Apple CEO Tim Cook said in November: "I believe that tax reform is sorely needed in this country. . . . The biggest issue with corporations is that if you earn money outside the United States, which most companies increasingly will . . . the only way you can bring it into the U.S. and invest is if you pay 40 percent [tax]. This is kind of a crazy thing to do, so what do people do? They dont bring it to the United States. . . . In my view, it should have been fixed years ago, but lets get it done now."

When asked by NBCs Lester Holt whether he expected Apple to use

residuals to add more jobs, Cook said: "Yeah, I do."

CVS Health

Pledge to hire 3,000 more workers.

39 percent tax rate

CVS Health announced in October it would create 3,000 permanent jobs if corporate tax rates went down. CFO David Denton said in November: "To the degree that we have [tax] relief, theres a lot of investments that we think we can make within our business model that can more rapidly expand our business model across the country and deliver better care and higher quality and lower cost. So we would look to take the benefit of that and invest it clearly."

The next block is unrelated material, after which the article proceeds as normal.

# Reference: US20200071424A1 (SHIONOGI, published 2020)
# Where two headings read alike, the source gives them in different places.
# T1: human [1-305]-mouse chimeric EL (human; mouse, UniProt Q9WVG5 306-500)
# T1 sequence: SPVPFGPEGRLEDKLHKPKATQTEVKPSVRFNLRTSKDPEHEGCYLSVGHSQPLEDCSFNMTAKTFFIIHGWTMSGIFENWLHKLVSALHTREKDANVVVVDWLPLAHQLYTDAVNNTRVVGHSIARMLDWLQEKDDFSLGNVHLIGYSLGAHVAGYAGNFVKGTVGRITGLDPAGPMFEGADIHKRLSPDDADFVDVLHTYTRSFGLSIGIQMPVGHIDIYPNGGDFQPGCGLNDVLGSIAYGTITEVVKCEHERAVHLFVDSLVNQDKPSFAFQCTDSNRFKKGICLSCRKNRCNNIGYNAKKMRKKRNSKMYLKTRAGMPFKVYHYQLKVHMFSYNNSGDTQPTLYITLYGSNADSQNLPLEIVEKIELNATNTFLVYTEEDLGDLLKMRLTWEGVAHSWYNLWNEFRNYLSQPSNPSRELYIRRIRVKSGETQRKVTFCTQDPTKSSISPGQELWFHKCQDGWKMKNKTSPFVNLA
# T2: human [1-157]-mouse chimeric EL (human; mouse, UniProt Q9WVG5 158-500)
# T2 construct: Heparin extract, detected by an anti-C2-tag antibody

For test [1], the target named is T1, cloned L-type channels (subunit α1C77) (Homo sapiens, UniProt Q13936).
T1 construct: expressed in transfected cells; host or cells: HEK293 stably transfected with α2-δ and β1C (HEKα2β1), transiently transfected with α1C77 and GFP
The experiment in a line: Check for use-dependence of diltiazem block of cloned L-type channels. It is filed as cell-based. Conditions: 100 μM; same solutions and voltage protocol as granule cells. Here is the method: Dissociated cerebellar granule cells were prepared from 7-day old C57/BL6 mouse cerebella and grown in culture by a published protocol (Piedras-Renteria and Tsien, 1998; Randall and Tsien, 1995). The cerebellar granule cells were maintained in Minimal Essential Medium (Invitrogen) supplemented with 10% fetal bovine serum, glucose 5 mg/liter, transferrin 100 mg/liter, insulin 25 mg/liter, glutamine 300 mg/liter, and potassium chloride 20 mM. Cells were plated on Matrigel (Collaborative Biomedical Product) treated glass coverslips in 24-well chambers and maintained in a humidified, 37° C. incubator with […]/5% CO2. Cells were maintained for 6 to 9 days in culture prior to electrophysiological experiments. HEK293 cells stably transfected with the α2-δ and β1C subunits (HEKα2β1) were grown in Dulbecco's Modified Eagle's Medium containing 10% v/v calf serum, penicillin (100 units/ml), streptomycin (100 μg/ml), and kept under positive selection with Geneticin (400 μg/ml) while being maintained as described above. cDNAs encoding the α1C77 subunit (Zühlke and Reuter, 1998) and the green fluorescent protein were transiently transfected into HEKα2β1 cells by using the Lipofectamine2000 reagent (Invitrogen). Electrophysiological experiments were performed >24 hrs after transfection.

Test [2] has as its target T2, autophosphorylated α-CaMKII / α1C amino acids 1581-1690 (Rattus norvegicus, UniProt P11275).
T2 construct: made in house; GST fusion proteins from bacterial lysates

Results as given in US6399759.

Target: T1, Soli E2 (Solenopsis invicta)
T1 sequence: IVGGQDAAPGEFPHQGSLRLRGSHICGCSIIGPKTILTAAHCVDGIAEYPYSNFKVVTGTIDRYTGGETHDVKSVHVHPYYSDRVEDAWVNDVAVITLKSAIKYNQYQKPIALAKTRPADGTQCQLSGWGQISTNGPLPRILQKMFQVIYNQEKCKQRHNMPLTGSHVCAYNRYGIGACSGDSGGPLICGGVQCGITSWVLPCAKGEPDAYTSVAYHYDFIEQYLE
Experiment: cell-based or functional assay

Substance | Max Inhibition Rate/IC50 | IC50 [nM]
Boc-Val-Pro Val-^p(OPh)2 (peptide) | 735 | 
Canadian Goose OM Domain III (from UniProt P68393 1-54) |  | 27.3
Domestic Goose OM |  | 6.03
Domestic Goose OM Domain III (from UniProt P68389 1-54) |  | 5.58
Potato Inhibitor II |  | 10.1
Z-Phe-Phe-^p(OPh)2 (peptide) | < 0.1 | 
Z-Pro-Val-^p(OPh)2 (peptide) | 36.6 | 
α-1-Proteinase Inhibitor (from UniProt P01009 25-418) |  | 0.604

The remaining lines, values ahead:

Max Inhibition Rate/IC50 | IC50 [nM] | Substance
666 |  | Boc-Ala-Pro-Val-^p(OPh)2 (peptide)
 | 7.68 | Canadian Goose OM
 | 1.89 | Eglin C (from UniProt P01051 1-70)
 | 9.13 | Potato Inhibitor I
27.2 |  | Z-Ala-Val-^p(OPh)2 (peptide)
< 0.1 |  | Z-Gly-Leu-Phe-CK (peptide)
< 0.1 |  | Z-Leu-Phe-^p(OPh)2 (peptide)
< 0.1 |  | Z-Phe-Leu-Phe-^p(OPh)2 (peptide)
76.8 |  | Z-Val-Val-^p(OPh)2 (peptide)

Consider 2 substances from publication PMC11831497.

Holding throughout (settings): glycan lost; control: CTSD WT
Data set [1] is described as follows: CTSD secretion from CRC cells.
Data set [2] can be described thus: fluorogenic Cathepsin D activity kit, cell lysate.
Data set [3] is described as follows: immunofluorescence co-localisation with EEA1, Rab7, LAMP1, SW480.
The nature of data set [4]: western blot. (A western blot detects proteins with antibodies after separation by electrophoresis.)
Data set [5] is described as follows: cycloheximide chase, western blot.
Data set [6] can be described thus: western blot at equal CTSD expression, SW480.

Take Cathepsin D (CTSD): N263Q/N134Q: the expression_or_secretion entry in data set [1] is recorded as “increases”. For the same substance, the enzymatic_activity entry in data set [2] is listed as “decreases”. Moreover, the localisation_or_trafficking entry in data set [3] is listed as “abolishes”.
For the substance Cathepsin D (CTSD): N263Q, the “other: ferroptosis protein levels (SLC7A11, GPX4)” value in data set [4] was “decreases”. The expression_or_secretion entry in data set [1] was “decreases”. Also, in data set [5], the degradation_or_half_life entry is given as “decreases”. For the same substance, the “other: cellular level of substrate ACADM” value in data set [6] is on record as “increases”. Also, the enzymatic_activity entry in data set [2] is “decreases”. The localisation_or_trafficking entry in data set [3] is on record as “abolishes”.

Exxon Mobil

Priority is dividends.

Negative tax rate last year, although Exxon has paid 33 percent in other years

Exxon Mobil Vice President of Investor Relations Jeffrey Woodbury said in October what the company would do with additional cash: "The first things that are being funded are our dividends and our investment program.


Vague promise to help shareholders and employees.

34 percent tax rate

Costco CFO Richard Galanti said earlier this month: "I dont think were going to sit around the table and say, weve got this big bucket of money, what can we do that we werent prepared to do yesterderday...I think youll see us do what we do well, its merchandising and driving business and taking care of our employees and ultimately taking care of our shareholders."


Vague pledge to add more jobs and give more to shareholders.

33 percent tax rate